This is an amazing (though sorta long) interview of a retired vaccination scientist from the USA. He was once on the side of making vaccinations. After more than a decade of being in the business, he started to question the efficacy and the health implications connected with inoculations, and today he speaks out against them.
While reading the interview, I was recalling an incident that happened with us as a family around the vaccination issue.
I was pregnant with our 6th dc, and Everette was working out-of-province. We were about to have our first Japanese exchange student stay with us for 2 weeks. But Danaka, who was 5.5 yo at the time, woke up with a mild rash all over her trunk. Not sure what this rash was, I thought it best to have it diagnosed by a MD so we could better inform the lady in charge of the student exchange program, in case the rash ended up being something contagious. Our family doctor was away on summer holidays, so we saw an unfamiliar to us Dr. (I always prefer our Dr, because he knows what kind of mother I am ....not a worry wart..... so he takes me very seriously when I have a concern) So, this Dr takes a look at Danaka's rash, starts verbally eliminating diseases such as rubella, etc.......until he asks me "She is up to date on her vaccinations, correct??" at which I said, "We don't vaccinate." At that moment, what had not looked to him as possibly rubella, all of a sudden it became a possibility. No Kidding!! He actually said to me, "Well, in that case (of not vaccinating) it COULD be rubella."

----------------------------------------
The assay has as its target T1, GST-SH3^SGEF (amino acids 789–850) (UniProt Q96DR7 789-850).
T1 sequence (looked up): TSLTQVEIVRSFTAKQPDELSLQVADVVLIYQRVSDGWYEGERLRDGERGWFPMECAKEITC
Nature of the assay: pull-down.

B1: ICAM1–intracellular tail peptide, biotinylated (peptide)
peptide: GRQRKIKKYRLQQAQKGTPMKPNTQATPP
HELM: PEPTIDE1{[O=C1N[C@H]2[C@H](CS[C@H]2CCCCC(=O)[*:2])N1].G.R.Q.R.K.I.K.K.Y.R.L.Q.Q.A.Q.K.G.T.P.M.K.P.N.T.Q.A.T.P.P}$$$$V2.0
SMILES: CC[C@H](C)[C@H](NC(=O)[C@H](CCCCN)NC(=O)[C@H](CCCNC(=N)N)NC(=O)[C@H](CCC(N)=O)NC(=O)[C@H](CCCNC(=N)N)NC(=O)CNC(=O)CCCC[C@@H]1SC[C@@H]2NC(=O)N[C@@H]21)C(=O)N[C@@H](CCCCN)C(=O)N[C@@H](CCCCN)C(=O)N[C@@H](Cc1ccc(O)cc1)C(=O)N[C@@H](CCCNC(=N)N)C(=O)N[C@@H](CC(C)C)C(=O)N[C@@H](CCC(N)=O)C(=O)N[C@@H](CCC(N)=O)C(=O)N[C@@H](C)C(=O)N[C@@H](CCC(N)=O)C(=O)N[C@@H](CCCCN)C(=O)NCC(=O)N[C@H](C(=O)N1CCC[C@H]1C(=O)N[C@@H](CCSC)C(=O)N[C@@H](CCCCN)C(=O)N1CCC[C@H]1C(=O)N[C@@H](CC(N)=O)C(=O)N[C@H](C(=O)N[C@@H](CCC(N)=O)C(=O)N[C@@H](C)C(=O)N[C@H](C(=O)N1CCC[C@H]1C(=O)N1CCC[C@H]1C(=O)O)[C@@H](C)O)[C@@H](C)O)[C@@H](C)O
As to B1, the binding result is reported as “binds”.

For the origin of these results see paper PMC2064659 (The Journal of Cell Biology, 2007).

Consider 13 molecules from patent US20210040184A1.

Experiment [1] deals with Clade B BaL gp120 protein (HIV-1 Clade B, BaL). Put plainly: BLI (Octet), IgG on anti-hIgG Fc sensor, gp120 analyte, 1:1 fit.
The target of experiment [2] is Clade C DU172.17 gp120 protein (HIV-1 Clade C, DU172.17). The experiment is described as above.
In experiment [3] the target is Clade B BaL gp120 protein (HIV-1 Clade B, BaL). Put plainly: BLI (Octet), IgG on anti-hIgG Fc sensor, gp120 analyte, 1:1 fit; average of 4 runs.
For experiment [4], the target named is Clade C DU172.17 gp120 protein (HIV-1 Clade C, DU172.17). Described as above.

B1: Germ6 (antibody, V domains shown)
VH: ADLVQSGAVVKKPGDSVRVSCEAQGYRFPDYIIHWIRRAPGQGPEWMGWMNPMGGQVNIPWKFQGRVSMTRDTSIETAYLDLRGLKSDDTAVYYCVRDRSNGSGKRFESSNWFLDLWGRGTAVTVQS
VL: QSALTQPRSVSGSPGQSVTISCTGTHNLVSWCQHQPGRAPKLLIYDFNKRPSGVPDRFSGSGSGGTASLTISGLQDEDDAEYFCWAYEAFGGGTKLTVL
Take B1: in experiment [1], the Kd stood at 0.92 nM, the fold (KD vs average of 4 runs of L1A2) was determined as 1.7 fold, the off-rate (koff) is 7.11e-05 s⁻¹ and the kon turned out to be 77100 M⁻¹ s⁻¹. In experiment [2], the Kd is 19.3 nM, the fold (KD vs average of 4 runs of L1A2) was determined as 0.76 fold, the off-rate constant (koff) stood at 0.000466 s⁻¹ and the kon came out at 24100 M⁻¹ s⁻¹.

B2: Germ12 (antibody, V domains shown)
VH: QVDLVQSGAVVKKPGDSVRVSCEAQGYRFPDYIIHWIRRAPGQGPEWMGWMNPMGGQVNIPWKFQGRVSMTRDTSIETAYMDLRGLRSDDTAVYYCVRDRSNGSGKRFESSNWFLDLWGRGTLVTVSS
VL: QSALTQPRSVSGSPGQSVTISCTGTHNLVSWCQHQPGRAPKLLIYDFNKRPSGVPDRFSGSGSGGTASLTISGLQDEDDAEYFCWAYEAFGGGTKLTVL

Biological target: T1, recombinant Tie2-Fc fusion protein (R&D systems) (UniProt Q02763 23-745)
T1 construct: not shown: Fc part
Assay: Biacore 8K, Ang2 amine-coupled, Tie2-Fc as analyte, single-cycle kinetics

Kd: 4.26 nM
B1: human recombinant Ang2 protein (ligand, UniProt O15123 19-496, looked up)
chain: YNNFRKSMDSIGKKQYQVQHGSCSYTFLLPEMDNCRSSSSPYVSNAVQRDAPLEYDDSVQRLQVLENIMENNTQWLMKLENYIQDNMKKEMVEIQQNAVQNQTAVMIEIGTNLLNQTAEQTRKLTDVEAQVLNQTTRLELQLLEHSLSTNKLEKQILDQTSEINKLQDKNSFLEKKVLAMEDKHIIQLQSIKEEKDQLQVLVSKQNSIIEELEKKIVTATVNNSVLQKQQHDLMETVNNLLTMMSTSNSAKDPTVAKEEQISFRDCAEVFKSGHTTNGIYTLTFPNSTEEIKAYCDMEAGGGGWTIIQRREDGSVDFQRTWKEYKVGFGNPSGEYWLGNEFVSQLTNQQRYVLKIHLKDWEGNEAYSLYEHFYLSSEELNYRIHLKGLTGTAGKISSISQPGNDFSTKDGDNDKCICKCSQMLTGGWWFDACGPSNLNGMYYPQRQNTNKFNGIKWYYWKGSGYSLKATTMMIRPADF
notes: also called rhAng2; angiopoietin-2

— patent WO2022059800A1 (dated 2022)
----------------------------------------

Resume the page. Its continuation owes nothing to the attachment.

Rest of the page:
Listen, it either looks like it or it doesn't look like it. It has nothing to do with whether one is vaccinated or not.
You see, he was of the opinion that vaccinations provide protection against the disease, and therefore, believing at first that she was vaccinated then there was no way that the rash she was displaying could be rubella. But when he got the info that she wasn't vaccinated, and therefore she wasn't protected against the disease, that same rash could now 'look' like rubella.
Question for You: What's your take on vaccinations?